The very next day after the effective Life Insurance cancellation date – the very next day - Bob’s health took a dramatic turn for the worst and he was rushed to hospital. About a week later Bob was diagnosed as being terminally ill, with cancer found all through his body. By early November Bob had lost his battle, sadly passing away with only $10,000 of insurance in place (the Funeral Insurance policy). A week after Bob passed away, Allison lodged a claim against this funeral cover; however the claim was denied. Because Bob had died within 12 months of the policy commencement (and the cause of his death was not accident-related) the claim was invalid.
What I did to help
When I met Allison and she told me her story, the sadness of it all really moved me. Allison asked me if there might be something I could do to help her secure a claim payment and I decided I would try. I desperately wanted to help. On a pro bono basis I kicked off a lengthy investigation of sorts, looking into every aspect of the May 2014 policy cancellation. I constructed a full timeline of what had taken place and I requested archived telephone recordings of a number of calls that Allison had made to the direct insurer, including that Monday afternoon cancellation call. I transcribed the call recordings myself so that I could read and re-read exactly what had been said and how the cancellation occurred.
Without getting into the nitty gritty I did discover that there were a number of grey areas in the cancellation process – as well as some potential flaws that gave me some hope that I might be able to secure a retrospective claim. I consulted with some highly regarded insurance industry and legal professionals who suggested there may be a case and I then sent a detailed letter to the direct insurer which listed a number of critical points for their consideration and asked that they consider paying Bob’s claim.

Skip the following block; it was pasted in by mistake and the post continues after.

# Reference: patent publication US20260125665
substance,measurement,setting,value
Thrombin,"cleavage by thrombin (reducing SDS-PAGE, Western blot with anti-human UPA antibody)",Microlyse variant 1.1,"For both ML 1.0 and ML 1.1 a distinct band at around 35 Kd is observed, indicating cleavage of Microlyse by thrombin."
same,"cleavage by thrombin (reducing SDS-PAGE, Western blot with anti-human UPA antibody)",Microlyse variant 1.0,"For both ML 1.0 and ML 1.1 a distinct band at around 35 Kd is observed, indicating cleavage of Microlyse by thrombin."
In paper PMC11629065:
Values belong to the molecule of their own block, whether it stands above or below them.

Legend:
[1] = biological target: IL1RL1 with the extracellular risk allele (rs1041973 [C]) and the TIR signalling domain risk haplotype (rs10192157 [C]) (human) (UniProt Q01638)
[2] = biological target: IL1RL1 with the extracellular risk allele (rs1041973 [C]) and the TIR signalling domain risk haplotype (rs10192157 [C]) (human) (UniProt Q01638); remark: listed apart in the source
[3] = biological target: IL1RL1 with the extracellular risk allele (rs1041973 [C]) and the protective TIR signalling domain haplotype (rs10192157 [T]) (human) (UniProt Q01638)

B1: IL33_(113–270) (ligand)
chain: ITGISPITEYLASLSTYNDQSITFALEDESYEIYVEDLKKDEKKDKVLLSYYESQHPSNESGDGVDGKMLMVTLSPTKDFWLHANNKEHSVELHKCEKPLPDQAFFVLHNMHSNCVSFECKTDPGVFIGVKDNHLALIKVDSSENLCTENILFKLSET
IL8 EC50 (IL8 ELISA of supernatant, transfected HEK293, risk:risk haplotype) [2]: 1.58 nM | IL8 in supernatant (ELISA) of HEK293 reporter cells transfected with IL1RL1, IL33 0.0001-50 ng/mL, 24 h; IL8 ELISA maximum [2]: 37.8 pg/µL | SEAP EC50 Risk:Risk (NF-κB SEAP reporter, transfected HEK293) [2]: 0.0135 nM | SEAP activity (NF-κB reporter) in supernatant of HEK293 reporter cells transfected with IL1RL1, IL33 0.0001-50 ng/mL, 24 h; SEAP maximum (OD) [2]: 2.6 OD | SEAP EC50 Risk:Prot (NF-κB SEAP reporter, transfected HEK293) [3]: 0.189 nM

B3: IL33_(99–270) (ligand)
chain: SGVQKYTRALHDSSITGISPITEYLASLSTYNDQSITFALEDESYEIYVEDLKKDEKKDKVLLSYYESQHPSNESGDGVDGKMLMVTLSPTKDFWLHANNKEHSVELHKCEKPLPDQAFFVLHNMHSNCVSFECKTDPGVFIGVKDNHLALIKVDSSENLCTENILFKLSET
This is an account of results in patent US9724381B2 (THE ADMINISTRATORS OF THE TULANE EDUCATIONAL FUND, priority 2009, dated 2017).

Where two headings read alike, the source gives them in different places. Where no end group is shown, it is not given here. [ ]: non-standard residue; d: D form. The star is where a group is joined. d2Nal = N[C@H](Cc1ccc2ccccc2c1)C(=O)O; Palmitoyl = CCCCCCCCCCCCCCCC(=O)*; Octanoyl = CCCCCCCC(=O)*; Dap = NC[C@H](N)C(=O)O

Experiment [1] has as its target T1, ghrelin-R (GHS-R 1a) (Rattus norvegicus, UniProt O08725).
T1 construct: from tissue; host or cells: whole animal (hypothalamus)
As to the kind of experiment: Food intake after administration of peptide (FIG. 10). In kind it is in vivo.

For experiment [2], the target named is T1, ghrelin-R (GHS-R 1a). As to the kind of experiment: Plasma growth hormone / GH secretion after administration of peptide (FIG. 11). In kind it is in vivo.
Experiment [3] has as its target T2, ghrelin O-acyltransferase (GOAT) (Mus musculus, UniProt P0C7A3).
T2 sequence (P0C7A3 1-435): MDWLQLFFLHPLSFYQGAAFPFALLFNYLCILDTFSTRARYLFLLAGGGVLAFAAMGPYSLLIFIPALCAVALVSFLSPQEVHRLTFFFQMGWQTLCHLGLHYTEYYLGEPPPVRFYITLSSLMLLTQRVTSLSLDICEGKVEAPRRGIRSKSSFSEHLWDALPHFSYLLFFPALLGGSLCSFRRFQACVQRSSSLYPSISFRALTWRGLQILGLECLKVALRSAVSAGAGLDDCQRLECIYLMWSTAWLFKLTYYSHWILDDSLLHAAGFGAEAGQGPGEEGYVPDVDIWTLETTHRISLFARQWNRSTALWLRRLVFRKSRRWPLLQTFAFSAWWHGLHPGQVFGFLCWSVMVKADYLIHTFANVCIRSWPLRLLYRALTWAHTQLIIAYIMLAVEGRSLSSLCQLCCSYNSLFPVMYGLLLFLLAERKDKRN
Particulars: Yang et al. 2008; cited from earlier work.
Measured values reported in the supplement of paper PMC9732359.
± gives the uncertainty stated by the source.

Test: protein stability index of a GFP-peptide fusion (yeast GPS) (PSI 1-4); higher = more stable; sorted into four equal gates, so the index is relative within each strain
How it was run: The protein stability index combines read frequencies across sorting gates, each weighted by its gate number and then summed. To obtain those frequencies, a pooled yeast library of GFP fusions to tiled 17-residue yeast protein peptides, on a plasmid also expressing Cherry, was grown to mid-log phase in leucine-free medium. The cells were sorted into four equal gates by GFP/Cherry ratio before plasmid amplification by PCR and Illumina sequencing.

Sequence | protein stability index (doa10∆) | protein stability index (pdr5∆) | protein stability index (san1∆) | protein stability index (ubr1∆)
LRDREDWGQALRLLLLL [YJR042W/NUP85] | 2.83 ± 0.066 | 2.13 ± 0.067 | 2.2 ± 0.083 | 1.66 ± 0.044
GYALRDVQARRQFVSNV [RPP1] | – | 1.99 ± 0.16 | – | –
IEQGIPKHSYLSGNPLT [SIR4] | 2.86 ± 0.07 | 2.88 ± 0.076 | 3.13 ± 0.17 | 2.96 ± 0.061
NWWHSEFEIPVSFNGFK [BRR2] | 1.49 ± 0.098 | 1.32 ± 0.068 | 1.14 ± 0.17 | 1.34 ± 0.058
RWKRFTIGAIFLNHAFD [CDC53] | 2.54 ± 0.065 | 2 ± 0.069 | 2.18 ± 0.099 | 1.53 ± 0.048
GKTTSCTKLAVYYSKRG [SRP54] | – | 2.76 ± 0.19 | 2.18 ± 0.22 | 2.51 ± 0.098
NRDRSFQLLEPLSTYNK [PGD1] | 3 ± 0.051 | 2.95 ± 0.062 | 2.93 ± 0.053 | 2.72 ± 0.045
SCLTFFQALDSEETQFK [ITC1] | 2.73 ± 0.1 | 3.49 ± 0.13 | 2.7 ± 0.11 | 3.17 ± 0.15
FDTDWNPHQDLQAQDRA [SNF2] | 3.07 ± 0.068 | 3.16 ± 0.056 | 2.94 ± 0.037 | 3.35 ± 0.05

About a month later I received a letter from the direct insurer, advising that they had considered my letter and would be willing to pay a nominal amount. In follow-up discussions I had with the insurer I indicated that I felt the amount offered was insufficient; however, they stated they would not be offering any more.
I decided to roll the dice and I submitted a complaint to the ombudsman. The next afternoon the direct insurer contacted me to let me know they had reconsidered the points I’d raised in my letter and that they were now able to increase the payment to almost 10 times as much as they had originally offered.
The impact of advice
Allison was paid almost $100,000, and all things considered, I think this was a fair outcome given the circumstances. I am very appreciative that the direct insurer acknowledged the grey areas in this case and that they didn’t just dig their heels in over the policy wording. I am also very thankful for their considerate and respectful attention in all of their dealings with me.